Criminal Justice Home
Utica College's criminal justice major is an interdisciplinary program which excels in addressing the needs of contemporary practitioners, providing firm foundations in criminal justice, law, sociology, psychology, political science, forensics, and communication. A theory-into-practice formula is applied to the curriculum, which allows students increasing involvement in theory, research, and practice culminating in the capstone course, a semester-long internship. The program is further strengthened by incorporating an international component in its curriculum, important in the preparation of future leaders.
UC's criminal justice internship program enjoys a national reputation in both the academic and professional communities. Internship opportunities are semester-long and full time. The student fully participates in the operations of CJ agencies and related organizations, and CJ faculty members visit students on site during the internship, regardless of the distance from campus. Internship opportunities exist nationwide in both public and private sectors and, depending on scholastic average, international sites may be approved.
Because of their reputation for being well trained in research and analytical methods, and in computer applications, the College's CJ majors have been recruited by local and state government agencies to undertake serious research projects. Under faculty direction, these may become class projects, individual projects, or independent studies, all of which contribute to students' learning and reinforce the theory-into-practice curriculum design.
Students in the criminal justice program have access to state-of-the-art forensic research technologies in the Economic Crime, Justice Studies, and Cybersecurity building on the UC campus.
Special CJ program facilities include a dedicated computer cluster established as a major component of the criminal justice-economic crime investigation program. These computers are utilized to train all CJ students in the use of computers as investigative research tools. A federal funded computer forensic lab enables the faculty and students to engage in the study of cutting edge crimes and their control. Another unique resource exists in the continuing arrangement established with the nearby New York State Supreme Court Law Library. Here CJ and pre-law students are trained in legal research methods.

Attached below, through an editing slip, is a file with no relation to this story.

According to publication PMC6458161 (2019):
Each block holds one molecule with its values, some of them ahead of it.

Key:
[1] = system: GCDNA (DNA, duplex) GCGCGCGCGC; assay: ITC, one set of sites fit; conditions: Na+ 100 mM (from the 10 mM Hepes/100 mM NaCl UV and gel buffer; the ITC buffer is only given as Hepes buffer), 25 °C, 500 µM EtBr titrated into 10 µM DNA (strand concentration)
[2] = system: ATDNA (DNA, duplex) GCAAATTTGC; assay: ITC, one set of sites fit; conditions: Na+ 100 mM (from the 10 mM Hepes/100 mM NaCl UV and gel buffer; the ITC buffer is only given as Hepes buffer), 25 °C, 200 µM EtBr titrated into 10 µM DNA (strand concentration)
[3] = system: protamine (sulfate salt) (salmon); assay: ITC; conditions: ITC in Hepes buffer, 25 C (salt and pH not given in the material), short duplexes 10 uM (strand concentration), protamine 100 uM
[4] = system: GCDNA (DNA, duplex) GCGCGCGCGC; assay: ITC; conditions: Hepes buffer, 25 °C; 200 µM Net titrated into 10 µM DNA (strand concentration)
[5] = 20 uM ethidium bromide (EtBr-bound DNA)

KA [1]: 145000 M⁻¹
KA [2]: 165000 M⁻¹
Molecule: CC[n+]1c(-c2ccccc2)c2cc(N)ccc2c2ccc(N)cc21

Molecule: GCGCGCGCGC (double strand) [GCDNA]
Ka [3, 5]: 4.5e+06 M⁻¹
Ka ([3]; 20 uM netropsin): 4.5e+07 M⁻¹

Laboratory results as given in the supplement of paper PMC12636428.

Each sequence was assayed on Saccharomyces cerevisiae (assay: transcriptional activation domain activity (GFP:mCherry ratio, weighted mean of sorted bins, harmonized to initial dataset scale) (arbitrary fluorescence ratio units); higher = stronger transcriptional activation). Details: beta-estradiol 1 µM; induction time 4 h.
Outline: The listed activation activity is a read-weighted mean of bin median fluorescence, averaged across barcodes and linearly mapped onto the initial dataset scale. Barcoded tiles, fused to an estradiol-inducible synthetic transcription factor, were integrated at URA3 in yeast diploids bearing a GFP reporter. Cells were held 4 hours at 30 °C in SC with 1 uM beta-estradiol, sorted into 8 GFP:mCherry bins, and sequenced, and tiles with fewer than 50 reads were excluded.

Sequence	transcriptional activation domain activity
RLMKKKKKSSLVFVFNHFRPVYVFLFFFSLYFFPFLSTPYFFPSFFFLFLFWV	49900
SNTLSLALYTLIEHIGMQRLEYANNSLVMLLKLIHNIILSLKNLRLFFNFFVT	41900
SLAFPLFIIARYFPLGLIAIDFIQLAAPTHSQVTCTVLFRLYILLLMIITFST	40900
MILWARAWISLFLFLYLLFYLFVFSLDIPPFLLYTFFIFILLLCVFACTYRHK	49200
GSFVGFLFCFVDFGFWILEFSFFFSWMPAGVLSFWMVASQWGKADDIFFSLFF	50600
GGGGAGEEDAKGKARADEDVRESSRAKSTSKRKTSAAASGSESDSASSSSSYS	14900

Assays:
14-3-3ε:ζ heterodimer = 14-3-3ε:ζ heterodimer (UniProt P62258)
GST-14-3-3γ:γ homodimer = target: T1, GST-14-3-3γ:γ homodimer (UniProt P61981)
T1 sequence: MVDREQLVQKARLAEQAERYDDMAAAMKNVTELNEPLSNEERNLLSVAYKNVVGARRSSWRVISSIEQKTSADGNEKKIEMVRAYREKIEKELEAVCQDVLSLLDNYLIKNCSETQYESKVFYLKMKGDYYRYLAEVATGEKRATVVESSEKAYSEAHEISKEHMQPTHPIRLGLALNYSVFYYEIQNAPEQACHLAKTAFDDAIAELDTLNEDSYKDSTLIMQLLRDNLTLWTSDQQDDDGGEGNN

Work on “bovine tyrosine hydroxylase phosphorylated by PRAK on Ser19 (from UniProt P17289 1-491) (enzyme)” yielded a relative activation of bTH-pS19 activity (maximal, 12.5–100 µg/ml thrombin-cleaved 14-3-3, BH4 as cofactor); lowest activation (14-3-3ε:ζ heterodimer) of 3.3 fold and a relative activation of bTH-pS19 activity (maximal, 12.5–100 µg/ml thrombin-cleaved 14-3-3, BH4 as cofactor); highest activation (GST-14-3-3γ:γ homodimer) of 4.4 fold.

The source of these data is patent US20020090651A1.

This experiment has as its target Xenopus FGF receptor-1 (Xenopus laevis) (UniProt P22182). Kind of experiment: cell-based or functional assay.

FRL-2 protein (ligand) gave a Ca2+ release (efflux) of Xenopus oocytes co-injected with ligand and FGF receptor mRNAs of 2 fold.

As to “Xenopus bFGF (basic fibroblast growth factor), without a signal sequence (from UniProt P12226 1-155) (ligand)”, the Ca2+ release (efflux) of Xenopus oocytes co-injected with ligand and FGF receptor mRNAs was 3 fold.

The CJ faculty manifests the interdisciplinary nature of the curriculum. With a focus on teaching undergraduates the faculty are selected based on credentials, professional experience, and prior records of excellence in teaching. In addition, faculty members are able to draw upon their previous CJ experience and relationships established with agencies in the CJ field to help students with career counseling and to establish internships that provide students with hands-on experience.
Opportunities exist in federal, state, and local police agencies and as investigators on the staff of district attorneys or public defenders. UC graduates work for adult and juvenile probation services, in delinquency prevention programs, as counselors for drug and alcohol programs, and in alternatives to incarceration-diversion programs.
UC graduates find employment in juvenile and adult corrections and parole services, in court administration, and in court-directed mediation services. From each graduating class, several students enter law or graduate school, while a significant number enter the CJ field for experience and return to graduate or professional school after a few years. A number of private companies have employed CJ graduates as investigators or analysts.
Contact William Virkler, M.B.A., Chair of Criminal Justice, at firstname.lastname@example.org.
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